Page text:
I've tried these things before. I thought they would help me get really full and satisfied during my cutting diet. I made them two times. Mixed them with some cut up chicken breast and spaghetti sauce. The noodles really have no taste. But the texture was kind of disturbing. The meal was really filling, but eating the noodles felt like a chore. After making that recipe twice I haven't eaten them since. Sucks because I still have 4 bags left, and I think I paid 5 or 6 dollars a bag. Maybe I'll try them again with a different recipe some day. But I'm very hesitent to do it.
04-11-2012, 09:30 PM #14
04-11-2012, 09:41 PM #15
04-12-2012, 01:49 AM #16
04-12-2012, 03:00 AM #17
I think a common brand is Miracle (if you are from the US), but mine were by some odd Asian company with english translations of everything added to the labels as stickers.
04-12-2012, 08:01 AM #18
04-12-2012, 09:25 AM #19
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www.hungry-girl.com and do a search. You'll find TONS of recipes, tips for using them, and macros.Owner, JS Fitness Solutions
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04-12-2012, 10:08 AM #20
04-12-2012, 10:09 AM #21
04-12-2012, 10:09 AM #22
Ok i am disappointed with these noodles but not for the reason you think. I think they taste fine. I ate 2 entire packs to see how they would affect my digestive system. I thought they were supposed to make you really full and also ahem, speed up your lower digestive system. I didn't experience either of these effects! I wasn't necessarily looking for the second effect (i get plenty of fiber from other ways), i was more just curious. But i am definitely disappointed that they didn't make me full. In fact i ate 1 pack and then i went for a run...felt fine...then ate another pack...still didn't feel any fuller than i normally do with dinner.
04-12-2012, 10:16 AM #23
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I also like adding the regular noodles to sour soup bases with dried seaweed for nice so the broth and noodles have solid flavor. I don't mind the noodles and fishyness scent of the noodles because of eating and growing up with an asian/filipino culture.~Komodo Nutraceuticals~
Protein you say?
04-12-2012, 10:22 AM #24
04-12-2012, 10:23 AM #25
04-12-2012, 10:33 AM #26
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Allow me to show you what you can do with them...
Satay stir fry
They taste JUUUUST fine mixed into sauces/appropriately spiced.[If It Fits Your Macros Crew] - Reversing on foie gras and oreos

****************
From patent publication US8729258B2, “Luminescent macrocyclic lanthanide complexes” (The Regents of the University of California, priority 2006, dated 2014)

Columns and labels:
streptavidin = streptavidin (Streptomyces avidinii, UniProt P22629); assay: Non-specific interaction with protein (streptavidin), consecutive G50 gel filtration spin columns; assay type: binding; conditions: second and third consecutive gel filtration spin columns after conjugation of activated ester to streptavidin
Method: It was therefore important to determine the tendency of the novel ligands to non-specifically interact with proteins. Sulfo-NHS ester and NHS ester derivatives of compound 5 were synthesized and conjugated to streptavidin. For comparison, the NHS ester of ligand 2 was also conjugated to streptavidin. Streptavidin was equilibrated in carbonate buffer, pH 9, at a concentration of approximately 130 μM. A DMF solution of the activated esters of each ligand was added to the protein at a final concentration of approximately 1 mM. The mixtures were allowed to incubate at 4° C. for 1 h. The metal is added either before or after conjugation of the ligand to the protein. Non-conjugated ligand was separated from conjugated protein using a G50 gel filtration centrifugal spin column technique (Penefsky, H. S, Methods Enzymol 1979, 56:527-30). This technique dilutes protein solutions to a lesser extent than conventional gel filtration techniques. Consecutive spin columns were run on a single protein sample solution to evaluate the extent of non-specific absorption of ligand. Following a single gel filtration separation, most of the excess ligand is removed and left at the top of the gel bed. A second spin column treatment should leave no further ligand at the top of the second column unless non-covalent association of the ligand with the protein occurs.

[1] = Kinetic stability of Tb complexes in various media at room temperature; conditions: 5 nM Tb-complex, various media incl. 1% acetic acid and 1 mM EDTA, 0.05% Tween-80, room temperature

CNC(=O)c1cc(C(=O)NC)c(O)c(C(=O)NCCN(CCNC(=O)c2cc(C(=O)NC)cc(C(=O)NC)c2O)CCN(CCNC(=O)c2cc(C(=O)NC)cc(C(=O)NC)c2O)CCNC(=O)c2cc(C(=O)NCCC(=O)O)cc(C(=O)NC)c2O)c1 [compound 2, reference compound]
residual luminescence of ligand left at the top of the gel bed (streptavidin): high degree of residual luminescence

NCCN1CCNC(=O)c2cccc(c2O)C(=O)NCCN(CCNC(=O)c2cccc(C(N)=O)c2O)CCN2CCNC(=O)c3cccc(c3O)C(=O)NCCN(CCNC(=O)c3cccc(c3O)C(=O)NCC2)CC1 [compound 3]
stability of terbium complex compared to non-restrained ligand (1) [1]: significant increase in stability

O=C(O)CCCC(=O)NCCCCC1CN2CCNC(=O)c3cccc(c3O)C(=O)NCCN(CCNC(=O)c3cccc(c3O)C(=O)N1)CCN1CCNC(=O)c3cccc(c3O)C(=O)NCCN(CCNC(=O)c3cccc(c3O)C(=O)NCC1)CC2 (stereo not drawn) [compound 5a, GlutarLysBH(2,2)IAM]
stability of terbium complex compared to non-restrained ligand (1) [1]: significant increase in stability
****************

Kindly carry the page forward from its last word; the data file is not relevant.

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My diet fuelled recipes (under construction):
04-12-2012, 03:42 PM #27
Mixed mine with ginger sauce, brown rice, chicken, and veggies.. Im super full. And also.. After a rinse.. The boiling, and drying.. They had ZERO smell and taste.. Mixed in the sauce an they tasted great!
Also...called Miracle Noodle.. They do not need refridged... But if you do they will last a year and not 6 months.
Last edited by n0useforaname; 04-12-2012 at 04:15 PM.Learning something new here every single day... and I'm still not sure if I understand : /
04-12-2012, 04:20 PM #28
They taste like however you flavor them because they don't have a taste, it's more of a texture if anything.
I eat them with steak, stir fry with peppers, brocolli. Just about anything. You can add miso, fish sauce, beef or chicken broth and they will have that type of flavor. Or add basil, mint, leaf, whatever.
I drain/rinse them in cold water prior to boiling them.
You can get them at the Asian markets or your local Safeway and Lucky's in the refrigerated section near tofu items. Never bought them online.
04-12-2012, 05:46 PM #29Learning something new here every single day... and I'm still not sure if I understand : /
04-17-2012, 01:05 AM #30
Tried these out. They aren't too bad, I will buy likely again. I put them in some homemade miso soup and also a spiced beef broth which wasn't very filling as the soups were rather thin. I'm going to try a spaghetti bake or just plain ol sauce with meat and cheese. They didn't smell as horrid as people seemed to make out, reminded me faintly of fish which went away after rinsing and boiling. $2.50/lb at my local asian market.